By Len Lazarick
The education commission that met in relative obscurity for 16 months now faces the challenge of deciding what it will take and how much it will cost to implement its lofty goals of change and improvement for Maryland public schools.
The Kirwan Commission on Innovation and Excellence in Education has become a key talking point in the 2018 election campaign, and on Thursday it picks up its work where it left off in January for the legislative session.The commission will split into five work groups to tackle the five main policy recommendations of its preliminary report in January.
In an interview, William “Brit” Kirwan, the former university system chancellor who chairs the commission, said the commission will likely finish most of its work “sometime this summer.” But also “we have to modify the current funding formulas,” and that won’t happen till “early or mid-fall.”
Kirwan laughed when asked how much the proposals will cost, saying he is often asked that, but “it would be almost irresponsible to put a number out there” before the commission’s work is done.
“We really do need to drill down” into how the recommendations will be implemented, he said.
Good reactions to early report
“I was very pleased by how that preliminary report was received by the General Assembly,” Kirwan said. He is “not really surprised” that it’s become a topic for candidates on the campaign trail.
“Everybody is invested in and interested in education. It touches everybody’s life in some way,” he said. “It’s both a state issue but is also an important local issue.”
“Without exception, people resonate with the five major policy recommendations,” he said. “People think it makes sense but does it make enough sense to fund the recommendations?”
But Kirwan emphasized that “it’s not just about new money.”
“There will be some things we are no longer doing,” and part of the task of the work groups will “identifying areas where we can shift resources.”
Work groups on five recommendations
Here is a draft outline of five major policy recommendations the work groups will be tackling.
Work group 1: Early Childhood Education and Care: High quality pre-K will be expanded to all four-year-olds and all low-income three-year olds. All children will be assessed before they come to kindergarten to identify those who need supports to be ready to learn.
Work Group 2: Recruiting, Training, and Retaining High Quality and Diverse Educators and Leaders: Higher paid, better educated, more rigorously trained teachers will work as professionals in schools that offer real careers in teaching and are organized to ensure that teachers have the time they need to work together in teams to continuously improve their practice and improve the performance of students. All schools will have highly trained principals who are prepared to create fully professional work environments for teachers.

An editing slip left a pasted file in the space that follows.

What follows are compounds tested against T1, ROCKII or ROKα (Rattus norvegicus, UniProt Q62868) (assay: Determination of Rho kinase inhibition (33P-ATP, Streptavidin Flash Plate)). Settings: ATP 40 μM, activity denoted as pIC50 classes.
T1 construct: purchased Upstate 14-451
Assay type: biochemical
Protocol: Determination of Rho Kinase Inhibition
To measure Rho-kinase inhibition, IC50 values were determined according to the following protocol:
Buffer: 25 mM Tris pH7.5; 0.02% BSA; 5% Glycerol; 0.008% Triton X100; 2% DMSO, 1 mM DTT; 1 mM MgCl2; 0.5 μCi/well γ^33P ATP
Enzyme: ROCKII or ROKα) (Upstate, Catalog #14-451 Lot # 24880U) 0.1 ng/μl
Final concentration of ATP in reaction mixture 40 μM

Kirwan said, “The redesign of teacher preparation is probably the most difficult issue to tap down.”
Work Group 3: World Class Instructional System: The new system will include fully aligned curriculum frameworks, course syllabi and assessments designed to prepare students to reach a career and college ready standard set to global standards. Most students will be expected to meet the standard by the end of grade 10 and all students are expected to meet it by the end of high school. Once that standard is met, students can choose one of several programs to prepare for postsecondary education and/or industry credential.
Work Group 4: System that Ensures At-Risk Students are Successful: This system will provide at-risk students ongoing academic supports and enrichment as well as extensive case management to address social, physical, mental and family needs that will enable success at school.
Work Group 5 (The entire 24-member commission): Governance and Accountability: A system will be put in place to oversee this new system, monitor its implementation and hold government agencies at all levels accountable for implementation of the commission’s recommendations.
Kirwan has emphasized that accountability standards are essential to gain public acceptance of the recommendations and increased funding to achieve them.
These include an independent oversight body to oversee and coordinate implementation of the plan.
The goal of this work group includes a requirement that school districts submit plans that are consistent with the intentions of the commission, or they won’t get a portion of the formula funds. Further funding would be dependent on approved plans being implemented, and an independent oversight body would make those determinations.
The recommendation also includes creation of “inspection teams to visit struggling schools and pair high performing school leaders with struggling ones to provide support and mentorship, and a complementary system designed to provide the state with a profile for every school, and trigger visits from the inspection team.”
All great ideas – not all of them new. How will the Commission link funding to outcomes and accountability. If there is little or no linkage, then this is a money pit.